http://www.thegunzone.com/therules.html

Zero tolerance makes for a great slogan but it seldom works well in the real world. So long as the "safe direction" rule is intact, and it really is a "safe direction", than actually discharging the thing is acceptable. The only way anyone will know it was unintentional is if your hearing is shot or by examining your laundry. If it doesn't discharge, because it really wasn't loaded (though we had treated as though it were), all's well and we got on with life.

OregonJohnny
August 4, 2008, 07:17 PM
You know, I'm glad someone brought this up. I have to do the same to my SA XD40sc. I just read a gun rag article on the new XDm and apparently, they have changed the design so that pulling the trigger is not necessary to take down the gun. I suppose it's a safety thing, but at first, I thought it was all about dry-firing and possible wear due to the firing pin not contacting anything. I try as hard as I can not to dry-fire my autoloaders, but it's part of the take down of the XD, so I assume it can't be that bad for it or else it wouldn't have been designed that way.

Apart from ALWAYS checking the chamber multiple times before cleaning or even handling my XD, two things come to mind: First, in order to take the gun down, you must rack the slide until it is locked open. Then flip up the take down lever. In the process of doing this, don't you think a round anywhere near the chamber would stick out in your vision like a glaring neon light? Not to mention if a round had been in the chamber, it would be ejected in this process. Second, the loaded chamber indicator on an XD is very noticeable. At least to me. Even if I had triple-checked the chamber, if I saw that little guy sticking up, I'd be alarmed.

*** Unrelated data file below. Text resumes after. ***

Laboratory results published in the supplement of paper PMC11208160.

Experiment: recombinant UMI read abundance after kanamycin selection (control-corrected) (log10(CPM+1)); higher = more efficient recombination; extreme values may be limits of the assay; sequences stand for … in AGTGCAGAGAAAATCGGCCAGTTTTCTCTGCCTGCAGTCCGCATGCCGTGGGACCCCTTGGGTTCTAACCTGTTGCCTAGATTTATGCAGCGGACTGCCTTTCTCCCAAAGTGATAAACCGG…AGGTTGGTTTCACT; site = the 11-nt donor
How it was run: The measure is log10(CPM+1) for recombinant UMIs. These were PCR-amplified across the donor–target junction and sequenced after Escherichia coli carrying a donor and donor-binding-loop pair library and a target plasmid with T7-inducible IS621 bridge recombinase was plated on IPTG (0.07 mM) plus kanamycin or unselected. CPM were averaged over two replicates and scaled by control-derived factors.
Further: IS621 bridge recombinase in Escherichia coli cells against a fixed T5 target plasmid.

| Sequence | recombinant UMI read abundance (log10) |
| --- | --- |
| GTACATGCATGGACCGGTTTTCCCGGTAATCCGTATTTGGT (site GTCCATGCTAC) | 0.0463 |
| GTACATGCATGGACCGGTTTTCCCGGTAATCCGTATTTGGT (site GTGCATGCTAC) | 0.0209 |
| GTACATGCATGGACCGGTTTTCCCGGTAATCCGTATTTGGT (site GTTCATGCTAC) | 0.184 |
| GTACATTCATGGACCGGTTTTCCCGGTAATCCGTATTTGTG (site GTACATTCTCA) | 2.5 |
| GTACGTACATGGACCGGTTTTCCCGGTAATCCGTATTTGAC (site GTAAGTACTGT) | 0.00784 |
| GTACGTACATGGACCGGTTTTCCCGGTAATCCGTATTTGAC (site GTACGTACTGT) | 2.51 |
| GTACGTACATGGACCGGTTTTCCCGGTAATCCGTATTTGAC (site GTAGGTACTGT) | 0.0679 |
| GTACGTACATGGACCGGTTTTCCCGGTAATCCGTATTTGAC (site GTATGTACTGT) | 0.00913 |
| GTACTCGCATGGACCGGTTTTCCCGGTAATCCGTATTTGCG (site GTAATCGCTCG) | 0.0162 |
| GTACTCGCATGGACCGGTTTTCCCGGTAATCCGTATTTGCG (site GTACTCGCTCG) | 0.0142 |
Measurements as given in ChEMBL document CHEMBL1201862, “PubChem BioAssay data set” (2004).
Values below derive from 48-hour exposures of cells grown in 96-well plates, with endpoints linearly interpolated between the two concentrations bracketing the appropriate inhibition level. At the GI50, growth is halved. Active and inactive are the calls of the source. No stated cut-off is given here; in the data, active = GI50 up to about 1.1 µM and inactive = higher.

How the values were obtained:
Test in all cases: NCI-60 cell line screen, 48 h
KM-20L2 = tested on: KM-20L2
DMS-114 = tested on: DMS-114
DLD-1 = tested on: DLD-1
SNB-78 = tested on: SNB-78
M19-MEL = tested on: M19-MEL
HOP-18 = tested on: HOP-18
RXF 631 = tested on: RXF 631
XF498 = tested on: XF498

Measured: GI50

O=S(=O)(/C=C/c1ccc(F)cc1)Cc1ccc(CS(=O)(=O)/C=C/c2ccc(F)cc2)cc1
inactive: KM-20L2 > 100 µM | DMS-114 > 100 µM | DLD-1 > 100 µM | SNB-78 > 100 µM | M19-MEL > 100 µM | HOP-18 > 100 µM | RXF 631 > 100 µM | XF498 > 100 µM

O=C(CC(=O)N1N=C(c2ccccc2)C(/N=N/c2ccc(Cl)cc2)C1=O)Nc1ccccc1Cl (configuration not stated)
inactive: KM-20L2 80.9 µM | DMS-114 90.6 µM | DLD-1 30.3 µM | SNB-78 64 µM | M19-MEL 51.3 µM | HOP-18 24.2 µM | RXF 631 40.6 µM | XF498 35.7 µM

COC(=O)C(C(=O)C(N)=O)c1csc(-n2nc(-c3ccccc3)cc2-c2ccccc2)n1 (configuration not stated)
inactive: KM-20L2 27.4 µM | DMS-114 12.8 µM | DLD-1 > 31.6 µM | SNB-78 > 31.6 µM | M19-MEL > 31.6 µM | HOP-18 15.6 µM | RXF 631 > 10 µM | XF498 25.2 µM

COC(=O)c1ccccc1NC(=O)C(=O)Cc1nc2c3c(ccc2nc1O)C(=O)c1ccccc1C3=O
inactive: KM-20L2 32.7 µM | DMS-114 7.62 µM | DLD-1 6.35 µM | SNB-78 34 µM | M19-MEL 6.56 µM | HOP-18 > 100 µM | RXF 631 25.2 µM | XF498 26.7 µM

I guess you are all right. It's a worry for those who wouldn't check their gun before cleaning it, or if all the above mentioned mechanical operations failed and a loaded round magically stuck in the chamber without notice. Then the dry-firing technique would end in embarassment at the least and death at the most.

CountGlockula
August 4, 2008, 07:29 PM
Agreed. Glocks maybe the only handgun that MAKES you double/triple and quadruple check to make sure it's unloaded.

That's another benefit of Glock's safety system.

In addition, Glocks actually teaches you how to hold a gun. When you experience a stove pipe jam or the slide closes after the last shop; your grip is too loose and your thumb is riding on the slide lock lever.

SuperNaut
August 4, 2008, 07:59 PM
You have to do the same thing with an XD.

Not quite.

I'm sure you already know this but; with the XD you cannot get to the dry-fire step without dropping the mag and pulling the slide back.

Rustynuts
August 4, 2008, 08:25 PM
Sorry, but you CAN dry-fire the XD during disassembly without dropping the mag. It's just that the slide won't come off then! Drop the mag and then it will slide free.

The Tourist
August 4, 2008, 08:28 PM
Well, look at it this way.

If you drop the striker on the last live round, it will then be empty for a more traditional cleaning.:D

possum
August 4, 2008, 08:38 PM
one thing i love about the glock is the ease of maintance and dissasembly, pulling the trigger dosen't bother me, heck i shoot xd's and you have to pull the trigger on them too. make sure you are clear and you are good to go.

DZL HOG
August 4, 2008, 09:05 PM
Doesnt bother me. I have an XD, which sounds like takedown is similar to a Glock. If pulling the trigger is what it takes to make takedown that simple Im all for it.
No trying to hold a slide back a half an inch while I try and drift out out the slide lock. Thats the way my PM9 is, its pretty simple too, but not as simple as an XD. Oh and most of the time I have to pull the trigger on the Kahr as well, if the slide wont come off.

I always rack the slide a few times and look in the chamber before taking a gun down or dry firing. Even after that I dont get in front of the muzzle or point it towards other ppl.

dburkhead
August 4, 2008, 09:06 PM